As I write this (late March), I'm lucky to have a couple of name development projects on my plate. I love the naming process - it's both fun and a serious challenge (and don't get me started on REnaming - think "having to rename your child.").
As with any branding or design project there are the tight timelines, the client bias (for or against a particular naming convention), the scramble for an appropriate url, the held-out hope for lightning to strike (by nature, rare), and my own desire to fall in love with the name (see also: lightning strikes).
But I love the challenge. I always believe I can create or assign or conjure or invent or... or... a name that will check all the boxes in the creative brief, elicit ear-to-ear client grins and generally cause the world to stand and applaud. If you think about the evolution of marketing-oriented writing in broad strokes, from the long-form brochure, to the radio/tv spot, to the promotional video, to the blog post, to the social media update, to the tweet - it is an ever-narrowing funnel. Saying more, or at least as much, with less. Naming is a puzzle to be solved.
In that way, The Name is the ultimate challenge. Usually just one word being asked to do some very heavy lifting. Sometimes with the support of a tagline, sometimes not (more on that later). This is also one of those creative challenges that can never fully be set aside. It lurks in the back of my mind when I'm supposed to be focused on some other important task.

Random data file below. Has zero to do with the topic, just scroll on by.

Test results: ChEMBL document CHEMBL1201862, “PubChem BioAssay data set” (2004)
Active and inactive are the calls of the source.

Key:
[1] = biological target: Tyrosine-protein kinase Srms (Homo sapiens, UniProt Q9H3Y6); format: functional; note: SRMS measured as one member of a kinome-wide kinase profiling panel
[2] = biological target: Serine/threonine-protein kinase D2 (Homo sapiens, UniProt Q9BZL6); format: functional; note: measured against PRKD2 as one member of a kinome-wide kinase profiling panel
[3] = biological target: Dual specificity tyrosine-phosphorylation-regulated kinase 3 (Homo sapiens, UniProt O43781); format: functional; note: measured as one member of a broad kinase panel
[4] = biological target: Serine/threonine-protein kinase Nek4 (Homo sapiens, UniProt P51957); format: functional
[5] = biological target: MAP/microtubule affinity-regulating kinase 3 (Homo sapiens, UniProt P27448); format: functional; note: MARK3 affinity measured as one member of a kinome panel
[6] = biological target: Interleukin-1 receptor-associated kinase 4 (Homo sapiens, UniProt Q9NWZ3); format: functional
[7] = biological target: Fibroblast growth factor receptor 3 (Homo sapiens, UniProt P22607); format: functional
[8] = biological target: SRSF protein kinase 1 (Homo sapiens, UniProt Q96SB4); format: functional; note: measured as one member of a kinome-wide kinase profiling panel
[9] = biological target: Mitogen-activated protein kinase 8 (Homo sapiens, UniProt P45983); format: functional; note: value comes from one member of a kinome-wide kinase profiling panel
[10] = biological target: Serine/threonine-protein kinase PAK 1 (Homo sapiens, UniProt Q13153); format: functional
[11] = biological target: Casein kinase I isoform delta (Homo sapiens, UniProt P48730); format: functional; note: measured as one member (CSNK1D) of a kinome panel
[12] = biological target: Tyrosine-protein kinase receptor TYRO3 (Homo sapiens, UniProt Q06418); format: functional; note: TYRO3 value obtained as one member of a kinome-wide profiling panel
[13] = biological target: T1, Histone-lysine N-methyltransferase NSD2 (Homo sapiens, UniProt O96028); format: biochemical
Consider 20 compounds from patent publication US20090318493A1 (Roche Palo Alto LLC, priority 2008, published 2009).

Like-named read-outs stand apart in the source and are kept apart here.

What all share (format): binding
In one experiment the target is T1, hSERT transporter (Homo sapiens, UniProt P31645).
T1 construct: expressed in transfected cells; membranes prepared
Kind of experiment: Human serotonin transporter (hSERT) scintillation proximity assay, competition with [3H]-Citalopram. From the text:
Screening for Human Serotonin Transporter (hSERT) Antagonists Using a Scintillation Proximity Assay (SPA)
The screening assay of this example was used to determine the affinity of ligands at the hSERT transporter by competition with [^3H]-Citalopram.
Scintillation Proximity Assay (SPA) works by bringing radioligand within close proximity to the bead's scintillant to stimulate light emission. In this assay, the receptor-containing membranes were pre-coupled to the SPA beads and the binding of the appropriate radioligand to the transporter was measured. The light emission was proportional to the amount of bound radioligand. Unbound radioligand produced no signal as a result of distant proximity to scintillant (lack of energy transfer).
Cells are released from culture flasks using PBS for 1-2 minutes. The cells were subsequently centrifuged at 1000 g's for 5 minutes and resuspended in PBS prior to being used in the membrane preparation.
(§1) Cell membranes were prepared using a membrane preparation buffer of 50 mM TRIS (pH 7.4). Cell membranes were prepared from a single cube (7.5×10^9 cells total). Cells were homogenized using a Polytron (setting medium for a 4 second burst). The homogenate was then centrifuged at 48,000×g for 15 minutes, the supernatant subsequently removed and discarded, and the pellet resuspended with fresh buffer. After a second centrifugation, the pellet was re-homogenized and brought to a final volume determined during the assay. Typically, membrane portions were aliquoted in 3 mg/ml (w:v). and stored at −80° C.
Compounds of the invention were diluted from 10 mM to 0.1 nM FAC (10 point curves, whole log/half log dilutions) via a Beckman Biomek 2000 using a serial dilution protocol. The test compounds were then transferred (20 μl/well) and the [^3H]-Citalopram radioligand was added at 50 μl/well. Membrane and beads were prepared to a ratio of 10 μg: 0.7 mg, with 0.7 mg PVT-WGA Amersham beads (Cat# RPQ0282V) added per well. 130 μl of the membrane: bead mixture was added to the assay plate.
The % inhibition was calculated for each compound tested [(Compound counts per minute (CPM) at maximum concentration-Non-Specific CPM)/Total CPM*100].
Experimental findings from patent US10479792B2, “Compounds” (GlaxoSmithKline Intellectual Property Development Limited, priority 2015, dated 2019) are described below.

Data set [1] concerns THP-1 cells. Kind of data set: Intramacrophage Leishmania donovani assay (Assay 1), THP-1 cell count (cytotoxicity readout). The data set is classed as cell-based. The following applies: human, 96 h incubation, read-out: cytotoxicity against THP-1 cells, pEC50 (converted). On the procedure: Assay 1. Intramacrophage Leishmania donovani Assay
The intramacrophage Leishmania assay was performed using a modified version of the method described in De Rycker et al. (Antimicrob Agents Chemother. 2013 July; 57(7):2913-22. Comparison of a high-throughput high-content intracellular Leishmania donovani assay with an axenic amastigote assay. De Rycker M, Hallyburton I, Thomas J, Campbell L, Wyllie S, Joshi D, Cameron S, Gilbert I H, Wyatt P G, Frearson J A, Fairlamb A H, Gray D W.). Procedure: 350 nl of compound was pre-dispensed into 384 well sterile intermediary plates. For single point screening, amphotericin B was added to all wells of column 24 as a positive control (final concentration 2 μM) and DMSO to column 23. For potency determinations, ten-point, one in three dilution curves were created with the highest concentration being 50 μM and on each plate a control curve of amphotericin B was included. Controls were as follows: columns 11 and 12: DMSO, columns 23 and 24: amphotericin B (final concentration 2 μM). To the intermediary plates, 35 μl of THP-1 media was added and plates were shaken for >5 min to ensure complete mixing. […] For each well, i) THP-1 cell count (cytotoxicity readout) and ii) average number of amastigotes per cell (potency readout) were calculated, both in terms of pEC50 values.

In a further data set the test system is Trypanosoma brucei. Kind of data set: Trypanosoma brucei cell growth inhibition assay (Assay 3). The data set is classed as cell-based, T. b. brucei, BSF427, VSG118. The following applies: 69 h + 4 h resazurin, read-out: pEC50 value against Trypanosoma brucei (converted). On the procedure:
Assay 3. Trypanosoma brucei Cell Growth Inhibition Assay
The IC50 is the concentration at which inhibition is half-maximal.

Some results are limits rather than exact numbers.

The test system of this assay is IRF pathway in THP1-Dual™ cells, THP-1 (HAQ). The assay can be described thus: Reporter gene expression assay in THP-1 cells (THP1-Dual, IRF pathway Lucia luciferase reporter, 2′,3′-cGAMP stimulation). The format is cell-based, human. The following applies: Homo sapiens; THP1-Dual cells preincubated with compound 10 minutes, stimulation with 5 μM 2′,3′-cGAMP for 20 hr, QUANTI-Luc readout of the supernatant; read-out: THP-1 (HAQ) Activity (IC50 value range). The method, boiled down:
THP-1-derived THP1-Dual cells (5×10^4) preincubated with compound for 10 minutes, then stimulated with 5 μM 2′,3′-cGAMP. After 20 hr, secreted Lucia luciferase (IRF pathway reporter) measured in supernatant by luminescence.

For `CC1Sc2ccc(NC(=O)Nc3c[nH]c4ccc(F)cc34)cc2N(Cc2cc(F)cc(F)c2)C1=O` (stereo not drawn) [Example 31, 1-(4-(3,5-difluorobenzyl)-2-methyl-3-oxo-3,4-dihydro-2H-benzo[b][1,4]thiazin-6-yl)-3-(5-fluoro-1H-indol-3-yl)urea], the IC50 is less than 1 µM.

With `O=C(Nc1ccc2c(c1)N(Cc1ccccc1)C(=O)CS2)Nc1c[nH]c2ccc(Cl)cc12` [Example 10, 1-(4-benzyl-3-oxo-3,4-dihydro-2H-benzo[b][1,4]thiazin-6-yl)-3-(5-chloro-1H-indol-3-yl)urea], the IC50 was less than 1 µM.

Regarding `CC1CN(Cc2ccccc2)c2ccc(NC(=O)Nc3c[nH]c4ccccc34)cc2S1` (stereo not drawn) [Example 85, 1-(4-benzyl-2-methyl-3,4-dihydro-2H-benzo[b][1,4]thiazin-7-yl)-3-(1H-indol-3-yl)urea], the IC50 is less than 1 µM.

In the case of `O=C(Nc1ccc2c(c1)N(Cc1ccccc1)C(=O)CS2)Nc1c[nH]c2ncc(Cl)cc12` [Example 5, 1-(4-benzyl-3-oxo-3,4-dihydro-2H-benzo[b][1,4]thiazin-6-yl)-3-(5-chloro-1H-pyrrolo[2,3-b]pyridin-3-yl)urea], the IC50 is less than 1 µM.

In the world of "how does creativity work?" this is an oft-cited dynamic. Turning attention away from a problem, so it can marinate in the unconscious mind, sometimes leads to new ideas if not actual epiphanies.
Either way, working within these tight parameters is a place that doesn't so much feel like work. It can be delightful. And it gives me a huge appreciation for businesses that launch with compelling names. Whatever industry you work in, I think one occasionally happens upon work that makes you say, "I wish I'd come up with that."
And so it was for me tha other day as I was walking through the Ballard Farmer's Market and came upon a new stall. A baker specializing in gluten-free pastries and such. I love the double-entendre (or is it a triple?) and the relative risk / risque nature of it, and there's also a certain Jane Austen old-fashionedness inherent in the expression. They told me they came up with it on their own over a bottle of wine. Good for them. I could imagine this naming being a challenge to "sell in" to a client.
It just so happens, their stall was positioned a mere 10 steps from one of my favorite bakeries: Fresh Flours. Inspiration can come from anywhere.
Click on the image to visit their site.